She awoke to something wet nibbling at her face, which was accompanied by short breaths blowing in her face. She felt a sudden sense of relief even though her body ached in every spot imaginable, for the thing attacking her face was definitely a horse. Reesha hadn’t run off from her for good at all. With a groan and a half smile, she opened her eyes and lifted her hand to the horse’s muzzle, gently stroking it.
She startled not only the horse but herself as well, since as she learned upon opening her eyes, the horse was not Reesha at all. Instead a pure black face reared up and away before Reniko’s eyes even had time to focus. She sat up instantly as she heard the horse rearing and bucking.
By the time she had fully righted herself, the horse was already galloping away into the forest. Reniko watched as he left. He was a thing of beauty, a pure black Trakehner stallion in his prime, with a spirit that radiated like sunshine. She watched him until he disappeared from view and her world came crashing back around her. She was alone in an unfamiliar wood, her body was bruised in every place she could imagine from falling down a cliff, and her only way out of this mess had run off to the sound of wolves.
In no condition to give another horse a chase through the woods, she put aside the thought of the wild beauty and instead checked her own condition.
The fall had not caused as much damage to her body as she had thought. Where the cliff had collided with her stomach a gigantic bruise was beginning, blue and black and sore to the touch. Her hands had the worst damage: most of the skin on her palms was raw and blood trickled from the deeper cuts. She cringed at the sight.
Her clothes had sustained the least amount of damage. Only the soft leather pants she had chosen for this trip seemed to have been damaged. Even so, it was just a small tear where one of the sharper rocks had sliced through on her way down.
She decided to deal with her hands first and gently pulled up her shirt and, with tears in her eyes, she tore the bottom of it into strips, her hands stinging and throbbing from the effort. Once her hands were securely wrapped she looked up into the sky, which thankfully had decided to stop raining down on her, trying to figure out how long she had been unconscious. Since the sun was out, she had at least slept through the night on the hard wet ground, and seeing as her clothes were still wet the sun hadn’t had long to dry them. She assured herself that she had only been set back a half a day or so and turned to the cliff in search of a way back to where her provisions lay.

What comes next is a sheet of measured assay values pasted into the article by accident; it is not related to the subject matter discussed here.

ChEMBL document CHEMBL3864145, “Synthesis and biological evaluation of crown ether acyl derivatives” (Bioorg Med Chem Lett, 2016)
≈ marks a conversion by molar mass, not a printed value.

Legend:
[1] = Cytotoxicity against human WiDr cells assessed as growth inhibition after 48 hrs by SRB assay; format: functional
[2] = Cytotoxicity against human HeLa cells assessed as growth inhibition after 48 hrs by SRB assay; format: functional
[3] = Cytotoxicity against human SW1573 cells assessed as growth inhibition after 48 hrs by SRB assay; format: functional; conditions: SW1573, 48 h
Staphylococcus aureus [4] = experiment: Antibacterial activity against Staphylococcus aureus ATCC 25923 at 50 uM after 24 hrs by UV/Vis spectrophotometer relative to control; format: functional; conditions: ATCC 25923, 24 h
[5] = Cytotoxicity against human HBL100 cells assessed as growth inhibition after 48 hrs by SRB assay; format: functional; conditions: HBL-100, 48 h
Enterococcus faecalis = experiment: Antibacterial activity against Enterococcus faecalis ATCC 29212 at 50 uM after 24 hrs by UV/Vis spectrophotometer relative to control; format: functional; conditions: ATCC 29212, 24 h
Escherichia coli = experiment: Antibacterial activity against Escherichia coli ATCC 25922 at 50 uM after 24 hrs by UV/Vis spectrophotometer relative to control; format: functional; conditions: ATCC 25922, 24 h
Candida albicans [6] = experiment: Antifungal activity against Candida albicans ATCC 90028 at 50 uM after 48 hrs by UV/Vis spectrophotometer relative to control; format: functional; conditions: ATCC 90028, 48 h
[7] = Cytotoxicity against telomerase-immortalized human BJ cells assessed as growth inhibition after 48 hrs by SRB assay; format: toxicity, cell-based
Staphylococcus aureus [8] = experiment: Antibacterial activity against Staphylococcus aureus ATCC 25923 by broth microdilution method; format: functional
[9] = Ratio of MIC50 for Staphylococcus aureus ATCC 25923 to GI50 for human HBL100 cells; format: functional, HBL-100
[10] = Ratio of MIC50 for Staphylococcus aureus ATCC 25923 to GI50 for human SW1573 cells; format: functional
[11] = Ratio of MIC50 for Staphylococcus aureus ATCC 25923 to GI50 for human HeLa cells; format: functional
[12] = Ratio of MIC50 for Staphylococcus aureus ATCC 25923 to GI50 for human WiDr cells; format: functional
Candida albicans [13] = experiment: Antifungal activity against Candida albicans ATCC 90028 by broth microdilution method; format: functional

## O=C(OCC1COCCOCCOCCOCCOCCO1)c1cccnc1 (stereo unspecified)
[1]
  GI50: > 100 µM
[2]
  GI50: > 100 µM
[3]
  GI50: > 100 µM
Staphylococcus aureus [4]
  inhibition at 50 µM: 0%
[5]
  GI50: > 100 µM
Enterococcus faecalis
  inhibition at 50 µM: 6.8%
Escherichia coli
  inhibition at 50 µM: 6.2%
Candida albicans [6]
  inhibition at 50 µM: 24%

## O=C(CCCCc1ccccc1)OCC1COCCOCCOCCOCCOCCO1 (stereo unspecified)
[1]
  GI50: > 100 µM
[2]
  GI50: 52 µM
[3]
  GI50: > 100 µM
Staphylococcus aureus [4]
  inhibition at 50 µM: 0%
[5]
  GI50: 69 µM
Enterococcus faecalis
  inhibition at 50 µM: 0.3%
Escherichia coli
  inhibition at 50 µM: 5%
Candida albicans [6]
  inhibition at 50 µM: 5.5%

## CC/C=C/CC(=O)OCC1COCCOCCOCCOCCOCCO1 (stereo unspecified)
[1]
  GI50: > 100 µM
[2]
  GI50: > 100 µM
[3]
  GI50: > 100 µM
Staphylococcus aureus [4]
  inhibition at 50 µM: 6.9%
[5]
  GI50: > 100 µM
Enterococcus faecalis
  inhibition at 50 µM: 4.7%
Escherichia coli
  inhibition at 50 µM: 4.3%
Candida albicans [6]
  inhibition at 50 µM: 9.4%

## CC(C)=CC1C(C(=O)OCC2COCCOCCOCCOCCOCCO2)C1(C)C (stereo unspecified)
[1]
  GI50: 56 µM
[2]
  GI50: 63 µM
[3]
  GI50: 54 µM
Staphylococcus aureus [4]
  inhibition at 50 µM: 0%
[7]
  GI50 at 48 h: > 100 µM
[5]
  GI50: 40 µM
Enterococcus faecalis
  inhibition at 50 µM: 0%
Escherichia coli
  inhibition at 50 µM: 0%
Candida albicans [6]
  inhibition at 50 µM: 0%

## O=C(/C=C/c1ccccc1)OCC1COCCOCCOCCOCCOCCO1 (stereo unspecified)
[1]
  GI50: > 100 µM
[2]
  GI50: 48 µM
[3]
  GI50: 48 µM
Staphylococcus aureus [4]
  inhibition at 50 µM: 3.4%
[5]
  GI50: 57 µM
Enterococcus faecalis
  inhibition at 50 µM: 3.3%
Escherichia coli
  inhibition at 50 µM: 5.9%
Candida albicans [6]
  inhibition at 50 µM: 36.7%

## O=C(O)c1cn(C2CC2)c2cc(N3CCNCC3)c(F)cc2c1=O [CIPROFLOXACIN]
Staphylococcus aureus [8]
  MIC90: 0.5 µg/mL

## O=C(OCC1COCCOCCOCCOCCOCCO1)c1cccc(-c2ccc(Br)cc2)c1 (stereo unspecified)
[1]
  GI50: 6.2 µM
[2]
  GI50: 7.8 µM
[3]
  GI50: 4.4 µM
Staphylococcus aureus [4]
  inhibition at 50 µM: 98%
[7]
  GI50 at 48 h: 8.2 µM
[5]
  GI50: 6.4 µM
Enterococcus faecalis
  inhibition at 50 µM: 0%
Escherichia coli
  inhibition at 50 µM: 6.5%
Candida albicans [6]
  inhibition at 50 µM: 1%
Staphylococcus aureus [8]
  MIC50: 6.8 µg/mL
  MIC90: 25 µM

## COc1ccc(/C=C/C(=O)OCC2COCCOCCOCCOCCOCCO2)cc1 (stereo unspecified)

After backtracking her way beside the cliff, it didn’t take her long to find the path that she and Reesha had been following the previous day. The cliff became level at this point in the forest and it was not a very long hike back to the large evergreen where her things lay.
The wolves, as she soon found out, had passed by her camp, as was seen by the large mess they had made of the two saddlebags that had contained most of her food. As for her backpack, it had been nearly untouched, mostly just pushed around by a few of the curious wolves, which left most of her remaining items intact. The map and compass were amongst those items that the wolves had regarded as unimportant. Although her food supply was now scant, she counted herself lucky that she had not been around for the encounter. From the numerous tracks she gathered that it had been a large pack and even though she could have defended herself against the predators she was relieved that she didn’t have to kill meaninglessly.
Gathering her supplies she thought about the long trip ahead. She most likely would not lose too much time going by on foot rather than horseback, not with the pace she had set with Reesha, but it also meant more work for herself, which in turn made her aware that her food was low and would need to be replenished often.
“No use dwelling on what’s past. I can be thankful that I still have my hiking shoes,” she muttered under her breath as she started down the trail, hefting the large bulky pack and her sword Imako onto her back. Hands throbbing and weighted down, she began her journey anew, hoping that no more disasters would befall her between here and Rownie.
She camped that night by a trickling brook. She had decided to camp earlier than she normally would have so she had time to tend to her wounded hands and acquire some food. The frigid stream that was the result of the recent thaw was refreshing to her raw hands. Her makeshift bandages were also washed in the tiny stream and applied back onto her hands still wet.